Updated: 5/16/2006; 3:51:54 PM.

Current events
Post-9-11 events and analyses


daily link  Saturday, February 04, 2006


'State of War: The Secret History of the CIA and the Bush Administration':  Review of the Risen book by Walter Isaacson, that makes some larger points:  "Even those of us who like the idea of the intelligence agencies using data-mining and electronic surveillance to detect terrorist communications are uncomfortable with the possibility that future presidents, with murkier agendas, might secretly use such techniques, without any authorization, for any purpose they alone deem part of their war-making powers. In these cases, oversight is supposed to come from Congress, the special intelligence courts and the lawyers at the Justice Department, C.I.A. and White House. But in an administration that has little appreciation for Congressional authority or for meddling lawyers, and in a town where the president's party controls all branches of government, there were no such checks or balances.

Except the press. Whether on torture or wiretapping, the news media have become a de facto fourth branch that provides some small check on executive power. That is why so many concerned or disgruntled sources, especially from within the intelligence agencies, came forward to give Risen information. So what are we to believe in a book that relies heavily on leaks from disgruntled sources? We are in an age where the consumer of information has to make an educated guess about what percentage of assertions in books like this are true. My own guess is that Risen has earnest sources for everything he reports but that they don't all know the full story, thus resulting in a book that smells like it's 80 percent true. If that sounds deeply flawed, let me add that if he had relied on no anonymous sources and reported instead only the on-the-record line from official spinners, the result would very likely have been only half as true.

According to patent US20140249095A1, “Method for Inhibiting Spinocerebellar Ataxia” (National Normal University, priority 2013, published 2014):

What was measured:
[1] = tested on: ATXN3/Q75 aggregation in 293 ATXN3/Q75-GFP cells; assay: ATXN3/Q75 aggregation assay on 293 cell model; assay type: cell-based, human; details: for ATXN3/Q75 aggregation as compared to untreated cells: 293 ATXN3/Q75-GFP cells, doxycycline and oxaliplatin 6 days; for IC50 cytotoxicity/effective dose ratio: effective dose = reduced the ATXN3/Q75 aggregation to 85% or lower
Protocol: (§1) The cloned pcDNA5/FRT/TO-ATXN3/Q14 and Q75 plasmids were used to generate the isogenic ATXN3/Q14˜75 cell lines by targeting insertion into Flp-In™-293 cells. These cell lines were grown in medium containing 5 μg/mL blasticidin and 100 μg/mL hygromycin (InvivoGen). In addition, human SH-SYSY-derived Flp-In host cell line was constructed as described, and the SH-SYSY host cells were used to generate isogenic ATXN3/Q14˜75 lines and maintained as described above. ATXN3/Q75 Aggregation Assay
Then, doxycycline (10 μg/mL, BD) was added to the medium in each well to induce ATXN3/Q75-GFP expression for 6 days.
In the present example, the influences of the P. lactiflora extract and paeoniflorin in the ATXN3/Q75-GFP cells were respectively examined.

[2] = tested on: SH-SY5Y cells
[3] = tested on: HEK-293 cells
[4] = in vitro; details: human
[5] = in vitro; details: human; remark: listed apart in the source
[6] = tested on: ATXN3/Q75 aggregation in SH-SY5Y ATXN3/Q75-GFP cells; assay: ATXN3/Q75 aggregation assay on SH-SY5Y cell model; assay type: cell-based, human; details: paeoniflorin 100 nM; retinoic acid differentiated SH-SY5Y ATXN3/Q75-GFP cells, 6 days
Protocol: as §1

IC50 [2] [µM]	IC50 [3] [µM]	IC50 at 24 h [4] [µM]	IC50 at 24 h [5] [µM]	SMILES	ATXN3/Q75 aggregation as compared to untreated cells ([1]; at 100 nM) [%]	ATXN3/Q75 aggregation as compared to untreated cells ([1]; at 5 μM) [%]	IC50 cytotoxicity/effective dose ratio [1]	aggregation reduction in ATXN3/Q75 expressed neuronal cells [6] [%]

In fact, the new way we consume information provides a good argument for the role of an independent press that relies on leakers. Other journalists will and should build on, or debunk, the allegations reported by Risen. This will prompt many of the players to publish their own version of the facts. L. Paul Bremer, the American viceroy in Iraq after the invasion, has just come out with his book pointing fingers at the C.I.A. for giving him flawed intelligence and at Donald Rumsfeld for not giving him the troops he actually wanted. And Tenet, one hopes, will someday cash in on a hefty book contract by clamping cigar in mouth and pen in hand to give evidence that he was not the buffoonish toady Rumsfeld's aides portray him to be. Besides being fun to watch, this process is a boon for future historians.

So welcome to the new age of impressionistic history. Like an Impressionist painting, it relies on dots of varying hues and intensity. Some come from leakers like those who spoke to Risen. Other dots come from the memoirs and comments of the players. Eventually, a picture emerges, slowly getting clearer. It's up to us to connect the dots and find our own meanings in this landscape."
  10:25:28 AM  permalink  

 
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Copyright 2006 © Ken Novak.
Last update: 5/16/2006; 3:51:54 PM.